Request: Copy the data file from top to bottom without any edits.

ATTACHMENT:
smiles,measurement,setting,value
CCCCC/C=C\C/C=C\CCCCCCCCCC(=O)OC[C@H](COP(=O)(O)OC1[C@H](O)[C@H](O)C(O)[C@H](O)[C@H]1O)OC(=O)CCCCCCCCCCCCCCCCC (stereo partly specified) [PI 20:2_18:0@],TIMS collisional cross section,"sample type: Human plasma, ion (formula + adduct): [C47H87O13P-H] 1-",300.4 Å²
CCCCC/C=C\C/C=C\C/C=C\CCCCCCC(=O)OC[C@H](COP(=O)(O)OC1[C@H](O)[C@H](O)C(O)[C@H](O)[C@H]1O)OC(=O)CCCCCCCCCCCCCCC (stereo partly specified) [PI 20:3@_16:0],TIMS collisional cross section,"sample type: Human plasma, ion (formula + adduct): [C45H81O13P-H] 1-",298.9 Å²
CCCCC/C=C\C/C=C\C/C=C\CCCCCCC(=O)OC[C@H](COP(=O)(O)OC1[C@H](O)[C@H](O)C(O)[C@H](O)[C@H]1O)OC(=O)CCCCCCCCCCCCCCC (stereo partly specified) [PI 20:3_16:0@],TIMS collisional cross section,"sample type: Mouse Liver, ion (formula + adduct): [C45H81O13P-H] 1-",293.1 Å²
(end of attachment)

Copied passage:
smiles,measurement,setting,value
CCCCC/C=C\C/C=C\CCCCCCCCCC(=O)OC[C@H](COP(=O)(O)OC1[C@H](O)[C@H](O)C(O)[C@H](O)[C@H]1O)OC(=O)CCCCCCCCCCCCCCCCC (stereo partly specified) [PI 20:2_18:0@],TIMS collisional cross section,"sample type: Human plasma, ion (formula + adduct): [C47H87O13P-H] 1-",300.4 Å²
CCCCC/C=C\C/C=C\C/C=C\CCCCCCC(=O)OC[C@H](COP(=O)(O)OC1[C@H](O)[C@H](O)C(O)[C@H](O)[C@H]1O)OC(=O)CCCCCCCCCCCCCCC (stereo partly specified) [PI 20:3@_16:0],TIMS collisional cross section,"sample type: Human plasma, ion (formula + adduct): [C45H81O13P-H] 1-",298.9 Å²
CCCCC/C=C\C/C=C\C/C=C\CCCCCCC(=O)OC[C@H](COP(=O)(O)OC1[C@H](O)[C@H](O)C(O)[C@H](O)[C@H]1O)OC(=O)CCCCCCCCCCCCCCC (stereo partly specified) [PI 20:3_16:0@],TIMS collisional cross section,"sample type: Mouse Liver, ion (formula + adduct): [C45H81O13P-H] 1-",293.1 Å²